A vertical take on Morse code. These glyphs are read left-to-right from the bottom up and spaced so that 1 pixel = 1 unit of time, whether moving horizontally or vertically. Letters have 3 spaces between them and words have 7 spaces.
The result is a concise design that can easily be fed to tone-generation or image-to-audio software (e.g., AudioPaint) to produce accurately encoded & timed Morse code, no matter the frequency (speed) of the transmission. You can use this principle to create and place messages into music or games, make messages match a tempo or beat, arpeggiate words and turn them into music or sound effects, and much more.
The name is a pun. :P
21NOV2018: I've recently learned that many radio stations use an expanded version of the International Morse Code, adding many symbols and punctuation to it. Though these new glyphs are not part of the standard, they are commonly used and agreed on, so I will keep adding them as I find them.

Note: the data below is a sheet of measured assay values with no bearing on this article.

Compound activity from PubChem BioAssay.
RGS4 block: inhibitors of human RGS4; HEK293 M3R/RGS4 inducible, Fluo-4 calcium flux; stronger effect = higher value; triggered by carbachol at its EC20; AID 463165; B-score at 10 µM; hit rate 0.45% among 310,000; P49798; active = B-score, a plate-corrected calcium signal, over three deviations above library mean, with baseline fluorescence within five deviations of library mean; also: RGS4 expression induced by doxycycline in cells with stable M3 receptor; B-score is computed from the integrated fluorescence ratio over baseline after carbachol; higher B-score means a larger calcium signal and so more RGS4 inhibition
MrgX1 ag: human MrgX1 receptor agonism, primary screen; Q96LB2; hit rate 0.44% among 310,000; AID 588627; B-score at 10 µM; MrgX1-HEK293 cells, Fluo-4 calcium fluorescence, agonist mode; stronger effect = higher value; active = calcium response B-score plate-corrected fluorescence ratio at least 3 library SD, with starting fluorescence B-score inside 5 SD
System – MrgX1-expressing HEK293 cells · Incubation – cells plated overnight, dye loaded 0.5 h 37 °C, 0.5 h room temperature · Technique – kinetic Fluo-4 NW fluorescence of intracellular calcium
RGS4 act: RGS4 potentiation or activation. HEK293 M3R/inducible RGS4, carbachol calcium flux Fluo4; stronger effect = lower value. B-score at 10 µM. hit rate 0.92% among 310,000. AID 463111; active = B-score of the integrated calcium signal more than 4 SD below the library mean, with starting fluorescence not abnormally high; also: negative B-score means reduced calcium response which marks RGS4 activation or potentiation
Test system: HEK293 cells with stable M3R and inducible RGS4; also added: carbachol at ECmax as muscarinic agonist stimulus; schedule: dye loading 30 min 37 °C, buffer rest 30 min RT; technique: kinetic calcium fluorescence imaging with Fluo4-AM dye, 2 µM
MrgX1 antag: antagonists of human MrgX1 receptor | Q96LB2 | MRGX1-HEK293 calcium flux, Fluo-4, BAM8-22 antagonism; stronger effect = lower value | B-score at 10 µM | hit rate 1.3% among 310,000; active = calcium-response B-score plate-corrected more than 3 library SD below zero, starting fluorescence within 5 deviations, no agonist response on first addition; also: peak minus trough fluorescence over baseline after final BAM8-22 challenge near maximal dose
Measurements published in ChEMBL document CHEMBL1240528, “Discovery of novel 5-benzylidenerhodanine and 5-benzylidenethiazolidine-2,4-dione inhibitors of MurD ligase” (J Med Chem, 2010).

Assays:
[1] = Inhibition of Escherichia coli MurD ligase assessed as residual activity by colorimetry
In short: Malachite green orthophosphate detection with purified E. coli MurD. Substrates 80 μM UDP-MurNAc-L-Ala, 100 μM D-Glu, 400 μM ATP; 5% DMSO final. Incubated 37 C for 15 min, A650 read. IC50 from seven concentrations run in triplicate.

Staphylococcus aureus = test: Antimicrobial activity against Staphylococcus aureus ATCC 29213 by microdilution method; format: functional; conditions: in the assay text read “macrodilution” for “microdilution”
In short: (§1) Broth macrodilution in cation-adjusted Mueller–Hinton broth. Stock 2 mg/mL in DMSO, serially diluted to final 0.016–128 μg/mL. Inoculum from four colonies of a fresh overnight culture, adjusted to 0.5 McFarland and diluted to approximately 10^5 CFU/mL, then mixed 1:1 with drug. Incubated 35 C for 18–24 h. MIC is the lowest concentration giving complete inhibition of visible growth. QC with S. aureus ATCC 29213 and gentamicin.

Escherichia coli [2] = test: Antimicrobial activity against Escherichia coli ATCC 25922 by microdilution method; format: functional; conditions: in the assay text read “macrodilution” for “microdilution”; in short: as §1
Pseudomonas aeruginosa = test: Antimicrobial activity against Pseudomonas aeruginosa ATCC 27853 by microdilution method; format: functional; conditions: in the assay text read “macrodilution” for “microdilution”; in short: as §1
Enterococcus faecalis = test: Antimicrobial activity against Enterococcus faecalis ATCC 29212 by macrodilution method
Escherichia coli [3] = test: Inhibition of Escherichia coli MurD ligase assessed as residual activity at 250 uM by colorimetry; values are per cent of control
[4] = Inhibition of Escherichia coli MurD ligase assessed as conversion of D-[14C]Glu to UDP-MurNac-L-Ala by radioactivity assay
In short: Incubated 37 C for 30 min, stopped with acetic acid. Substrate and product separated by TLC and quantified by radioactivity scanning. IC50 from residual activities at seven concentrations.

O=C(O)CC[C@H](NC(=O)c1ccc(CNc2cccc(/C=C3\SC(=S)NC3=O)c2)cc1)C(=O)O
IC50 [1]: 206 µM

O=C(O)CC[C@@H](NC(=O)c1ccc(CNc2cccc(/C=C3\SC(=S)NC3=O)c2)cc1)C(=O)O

Original size: 4pt (use multiples of this size for pixel perfection)
Inspired be the "a" in "MOS 2018" by Pabloariel2004, and how it seems to be made of itself in Morse Code: ".-" .
Only one other font seems to have its letters formed by their corresponding Morse Code, which is "Learn morse code" by Christian Munk (CMunk).
Letters like E,I,N and W are visibly affected by the constraint, but still look sorta cool I guess
EDIT August 30, 2018: The I looks better now.
This is an alternative version of Morse Code, where a high peak is a dash and a small peak is a dot. Includes numbers and some punctuation.
This is the first time I've ever created a font. Please let me know if you find any bugs.